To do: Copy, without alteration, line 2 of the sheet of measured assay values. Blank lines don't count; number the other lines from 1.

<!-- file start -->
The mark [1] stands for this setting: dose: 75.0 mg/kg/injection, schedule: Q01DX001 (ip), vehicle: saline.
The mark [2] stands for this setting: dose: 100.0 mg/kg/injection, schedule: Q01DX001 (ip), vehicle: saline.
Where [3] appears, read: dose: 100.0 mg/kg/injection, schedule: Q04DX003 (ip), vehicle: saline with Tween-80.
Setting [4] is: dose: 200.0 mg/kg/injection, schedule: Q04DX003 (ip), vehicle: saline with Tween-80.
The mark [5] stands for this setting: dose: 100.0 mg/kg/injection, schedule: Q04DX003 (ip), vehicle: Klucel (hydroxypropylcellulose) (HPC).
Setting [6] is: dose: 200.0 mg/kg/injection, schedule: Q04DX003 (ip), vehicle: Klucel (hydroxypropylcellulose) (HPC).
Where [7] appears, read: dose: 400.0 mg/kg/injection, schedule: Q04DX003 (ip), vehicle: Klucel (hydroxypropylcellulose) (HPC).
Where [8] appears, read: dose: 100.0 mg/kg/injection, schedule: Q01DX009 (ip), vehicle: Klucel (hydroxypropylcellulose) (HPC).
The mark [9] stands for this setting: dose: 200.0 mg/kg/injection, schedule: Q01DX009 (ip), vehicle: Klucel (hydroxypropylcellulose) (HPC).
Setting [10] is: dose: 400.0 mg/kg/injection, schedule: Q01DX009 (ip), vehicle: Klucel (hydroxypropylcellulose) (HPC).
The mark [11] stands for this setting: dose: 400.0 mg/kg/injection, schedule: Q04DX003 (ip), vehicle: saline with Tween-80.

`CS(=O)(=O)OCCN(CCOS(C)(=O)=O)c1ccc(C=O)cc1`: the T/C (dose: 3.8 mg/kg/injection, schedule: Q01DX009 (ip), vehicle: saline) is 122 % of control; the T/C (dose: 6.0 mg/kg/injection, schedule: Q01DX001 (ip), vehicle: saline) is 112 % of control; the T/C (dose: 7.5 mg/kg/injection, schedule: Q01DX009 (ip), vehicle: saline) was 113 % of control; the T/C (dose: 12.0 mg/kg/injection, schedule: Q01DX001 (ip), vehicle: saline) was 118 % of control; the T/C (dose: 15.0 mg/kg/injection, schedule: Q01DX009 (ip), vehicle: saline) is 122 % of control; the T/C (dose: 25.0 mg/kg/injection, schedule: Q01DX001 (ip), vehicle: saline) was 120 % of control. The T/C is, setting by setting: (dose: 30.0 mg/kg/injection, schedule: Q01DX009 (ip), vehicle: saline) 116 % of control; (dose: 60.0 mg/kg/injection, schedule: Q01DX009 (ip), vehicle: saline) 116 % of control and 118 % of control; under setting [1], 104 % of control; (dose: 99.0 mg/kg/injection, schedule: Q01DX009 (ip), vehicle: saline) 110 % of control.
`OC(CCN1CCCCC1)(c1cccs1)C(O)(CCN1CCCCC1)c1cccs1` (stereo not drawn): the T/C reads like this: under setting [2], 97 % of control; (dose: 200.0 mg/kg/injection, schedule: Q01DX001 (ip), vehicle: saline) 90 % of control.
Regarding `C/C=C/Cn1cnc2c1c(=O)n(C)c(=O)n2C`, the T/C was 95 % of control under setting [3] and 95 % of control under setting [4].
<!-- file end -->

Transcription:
The mark [2] stands for this setting: dose: 100.0 mg/kg/injection, schedule: Q01DX001 (ip), vehicle: saline.